ETC AB-089

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by ??, (602) 746-7???
You know it’s going to be one of those days when you see
the printed version of an article you wrote and realize that
you have made an error in the presentation of your ideas.
This is what happened to me as I read Use High Speed S/H
to Improve Sampling ADC Performance (Design Update,
Vol. 1, No. 1). This article will rectify the situation and
further illuminate some important performance aspects of
the ADS7800.
Jitter causes spurious frequency components, and the level
of the spurs is dependent upon the rms value of the jitter, and
the frequency of the signal being digitized, as explained in
the article in Vol. 1, No. 1. This will cause a degradation in
Therefore, the graph from Design Update, Vol. 1, No. 1
showing the improvement in THD with the SHC804 preceding the ADS7800 really does not illustrate the results of
reducing jitter. The correct results can be seen in Figure 1.
The level of spurious frequencies is improved significantly
by using the lower-jitter sampling mechanism of the SHC804.
After having spent three weeks staring at the display of an
Audio Precision distortion analyzer and trying to track down
the jitter sources in a digital audio reconstruction board, I did
the experiments with the ADS7800 and SHC804. In the
former project, I could not distinguish between harmonic
distortion and other spurious frequency components, due to
the nature of the measurement. In the latter, all we did
measure was harmonic distortion (aside from SNR). And
this is where I made my mistake; so let me set the record
straight and tell you: In all but the most contrived cases,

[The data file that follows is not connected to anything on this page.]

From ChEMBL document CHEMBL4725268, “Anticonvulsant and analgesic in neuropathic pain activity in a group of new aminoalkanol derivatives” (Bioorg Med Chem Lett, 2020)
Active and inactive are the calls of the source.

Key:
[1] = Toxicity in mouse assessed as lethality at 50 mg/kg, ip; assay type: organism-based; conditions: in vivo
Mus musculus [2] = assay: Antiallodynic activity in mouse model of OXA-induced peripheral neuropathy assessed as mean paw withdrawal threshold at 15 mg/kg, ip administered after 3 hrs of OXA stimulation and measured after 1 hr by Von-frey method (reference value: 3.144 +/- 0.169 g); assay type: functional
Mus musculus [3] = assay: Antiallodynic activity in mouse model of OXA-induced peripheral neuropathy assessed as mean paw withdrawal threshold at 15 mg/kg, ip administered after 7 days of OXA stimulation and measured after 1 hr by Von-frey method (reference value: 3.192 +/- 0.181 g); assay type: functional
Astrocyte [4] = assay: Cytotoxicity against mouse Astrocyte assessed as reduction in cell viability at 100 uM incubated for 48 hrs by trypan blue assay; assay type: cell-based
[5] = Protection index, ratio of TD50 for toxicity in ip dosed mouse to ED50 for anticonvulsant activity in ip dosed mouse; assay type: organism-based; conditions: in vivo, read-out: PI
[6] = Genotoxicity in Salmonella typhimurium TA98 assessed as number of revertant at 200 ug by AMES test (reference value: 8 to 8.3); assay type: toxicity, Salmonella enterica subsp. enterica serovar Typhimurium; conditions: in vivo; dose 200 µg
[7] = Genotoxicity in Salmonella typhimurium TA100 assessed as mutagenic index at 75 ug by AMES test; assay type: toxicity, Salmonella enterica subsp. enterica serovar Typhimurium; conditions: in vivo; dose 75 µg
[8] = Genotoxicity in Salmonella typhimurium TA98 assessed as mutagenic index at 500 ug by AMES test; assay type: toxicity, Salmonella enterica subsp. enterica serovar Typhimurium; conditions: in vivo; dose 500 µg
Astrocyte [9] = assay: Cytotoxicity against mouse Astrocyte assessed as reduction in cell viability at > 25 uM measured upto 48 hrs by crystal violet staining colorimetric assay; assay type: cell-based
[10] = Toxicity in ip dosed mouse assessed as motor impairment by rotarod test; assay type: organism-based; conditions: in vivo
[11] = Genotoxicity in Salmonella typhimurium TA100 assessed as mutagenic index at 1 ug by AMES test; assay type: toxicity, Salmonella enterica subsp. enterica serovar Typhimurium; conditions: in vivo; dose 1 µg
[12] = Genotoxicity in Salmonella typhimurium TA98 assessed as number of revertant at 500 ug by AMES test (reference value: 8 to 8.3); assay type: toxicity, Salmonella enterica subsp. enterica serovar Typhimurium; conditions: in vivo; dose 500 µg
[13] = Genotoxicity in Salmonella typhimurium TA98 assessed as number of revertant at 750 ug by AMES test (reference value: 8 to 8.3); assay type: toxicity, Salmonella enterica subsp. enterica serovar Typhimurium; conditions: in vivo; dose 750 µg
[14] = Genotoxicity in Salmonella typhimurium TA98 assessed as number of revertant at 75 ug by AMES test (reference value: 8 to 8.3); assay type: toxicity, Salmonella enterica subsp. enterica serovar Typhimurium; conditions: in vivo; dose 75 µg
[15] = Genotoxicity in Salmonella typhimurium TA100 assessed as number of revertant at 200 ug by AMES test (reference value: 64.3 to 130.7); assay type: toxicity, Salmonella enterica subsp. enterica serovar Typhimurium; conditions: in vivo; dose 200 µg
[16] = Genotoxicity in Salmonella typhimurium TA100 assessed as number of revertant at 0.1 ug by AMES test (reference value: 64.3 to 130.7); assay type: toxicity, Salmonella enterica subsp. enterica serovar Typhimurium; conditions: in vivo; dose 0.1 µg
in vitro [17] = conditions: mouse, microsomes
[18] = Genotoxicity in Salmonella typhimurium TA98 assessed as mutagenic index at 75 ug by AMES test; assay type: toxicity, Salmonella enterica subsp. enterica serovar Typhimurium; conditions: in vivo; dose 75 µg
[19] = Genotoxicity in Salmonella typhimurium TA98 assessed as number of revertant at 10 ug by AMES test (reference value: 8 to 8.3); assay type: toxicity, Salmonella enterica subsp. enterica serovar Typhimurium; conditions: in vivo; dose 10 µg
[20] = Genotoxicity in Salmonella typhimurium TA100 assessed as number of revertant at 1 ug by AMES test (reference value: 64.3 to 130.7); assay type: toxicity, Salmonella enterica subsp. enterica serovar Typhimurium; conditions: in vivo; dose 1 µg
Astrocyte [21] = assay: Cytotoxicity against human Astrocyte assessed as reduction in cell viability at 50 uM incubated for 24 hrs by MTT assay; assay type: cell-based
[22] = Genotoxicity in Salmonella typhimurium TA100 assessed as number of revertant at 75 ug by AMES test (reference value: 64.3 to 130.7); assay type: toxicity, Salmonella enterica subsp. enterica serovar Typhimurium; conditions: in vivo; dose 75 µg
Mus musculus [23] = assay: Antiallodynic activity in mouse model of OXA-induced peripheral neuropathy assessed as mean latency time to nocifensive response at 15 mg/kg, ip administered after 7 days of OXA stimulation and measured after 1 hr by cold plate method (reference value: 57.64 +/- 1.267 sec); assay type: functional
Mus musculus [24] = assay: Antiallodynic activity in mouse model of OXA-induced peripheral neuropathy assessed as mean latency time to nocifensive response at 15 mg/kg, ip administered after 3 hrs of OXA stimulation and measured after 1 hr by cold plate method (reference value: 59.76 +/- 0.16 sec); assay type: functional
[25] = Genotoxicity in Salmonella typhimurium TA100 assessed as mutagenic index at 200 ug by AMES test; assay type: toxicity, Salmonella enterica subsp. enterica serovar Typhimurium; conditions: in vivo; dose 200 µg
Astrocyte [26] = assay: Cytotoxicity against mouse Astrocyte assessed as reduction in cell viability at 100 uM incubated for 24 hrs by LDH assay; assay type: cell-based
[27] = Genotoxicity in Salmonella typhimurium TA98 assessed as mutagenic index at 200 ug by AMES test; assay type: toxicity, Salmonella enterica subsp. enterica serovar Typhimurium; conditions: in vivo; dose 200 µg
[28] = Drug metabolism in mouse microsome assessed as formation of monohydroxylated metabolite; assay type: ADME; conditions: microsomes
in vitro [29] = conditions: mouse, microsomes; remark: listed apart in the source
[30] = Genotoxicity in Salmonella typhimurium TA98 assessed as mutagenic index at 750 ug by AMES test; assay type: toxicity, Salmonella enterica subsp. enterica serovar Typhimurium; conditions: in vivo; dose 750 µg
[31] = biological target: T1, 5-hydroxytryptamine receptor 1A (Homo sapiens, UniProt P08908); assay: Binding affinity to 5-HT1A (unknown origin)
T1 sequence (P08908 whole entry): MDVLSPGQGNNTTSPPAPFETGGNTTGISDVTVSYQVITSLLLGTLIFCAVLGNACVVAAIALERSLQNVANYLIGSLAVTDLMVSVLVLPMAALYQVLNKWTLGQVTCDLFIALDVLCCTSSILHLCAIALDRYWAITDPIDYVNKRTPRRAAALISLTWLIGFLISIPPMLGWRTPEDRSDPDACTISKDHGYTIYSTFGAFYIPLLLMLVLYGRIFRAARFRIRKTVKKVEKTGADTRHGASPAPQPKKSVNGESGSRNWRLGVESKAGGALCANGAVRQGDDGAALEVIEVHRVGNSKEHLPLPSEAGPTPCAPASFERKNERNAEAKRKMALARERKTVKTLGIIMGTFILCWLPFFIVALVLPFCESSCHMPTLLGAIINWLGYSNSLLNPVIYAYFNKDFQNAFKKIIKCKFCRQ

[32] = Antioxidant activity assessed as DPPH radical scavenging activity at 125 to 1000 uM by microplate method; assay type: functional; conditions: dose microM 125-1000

jitter does NOT cause HARMONIC distortion!
So why does the THD improve by adding the SHC804 if
harmonic distortion is not caused by jitter? The cause of the
harmonic distortion in this case is a function of the sample/
hold in the ADS7800. The on-resistance of the sampling
switch changes with input signal amplitude, causing a changing phase lag in the sampling mechanism. This results in
even-order harmonic distortion. A close look at Figure 2 will
reveal the largest spur is the second harmonic of the input
signal. (A complete explanation of this phenomenon, as well
as other information on using the ADS7800 for dynamic
applications, will be the subject of a forthcoming Application Note).
Frequency (Hz)
FIGURE 1. The Level of Non-Harmonic Spurious Signal
Components is Improved by Using the LowerJitter Sampling Mechanism of the SHC804. Note
that even without the SHC804, non-harmonic
spurs are below –85dB up to the Nyquist frequency.
1994 Burr-Brown Corporation
Frequency (kHz)
FIGURE 2. Spectral Performance of ADS7800 Digitizing a
Full-Scale 100kHz Sine Wave at a 256kHz Sampling Rate. The largest frequency component
(aside from the fundamental) is the second harmonic at –76dB.
Printed in U.S.A. January, 1994
Application Bulletin Number 89
Magnitude (dBFSR)
Non-Harmonic Peak Spur (dBFSR)
This phenomenon is present in all monolithic sampling
ADCs—not just the ADS7800. In fact, we spent considerable time and effort here at Burr-Brown creating a design
that minimized this distortion. A monolithic sampling 12-bit
converter yielding spectral results such as those in Figure 2
is remarkable! (To add insult to injury, the FFTs originally
published were performed on an early version of the
ADS7800, which gave a much larger second harmonic. I
was quickly informed that we had improved the ADS7800
since then, and had never shipped ADS7800s like the one I
had used for my experiments.)
With the SHC804 in front of the ADS7800, the ADS7800’s
input sample/hold sees essentially DC, reducing harmonic
distortion. (Request PDS-1018 for ADS7800 and PDS-512
for SHC804.)
The information provided herein is believed to be reliable; however, BURR-BROWN assumes no responsibility for inaccuracies or omissions. BURR-BROWN assumes
no responsibility for the use of this information, and all use of such information shall be entirely at the user’s own risk. Prices and specifications are subject to change
without notice. No patent rights or licenses to any of the circuits described herein are implied or granted to any third party. BURR-BROWN does not authorize or warrant
any BURR-BROWN product for use in life support devices and/or systems.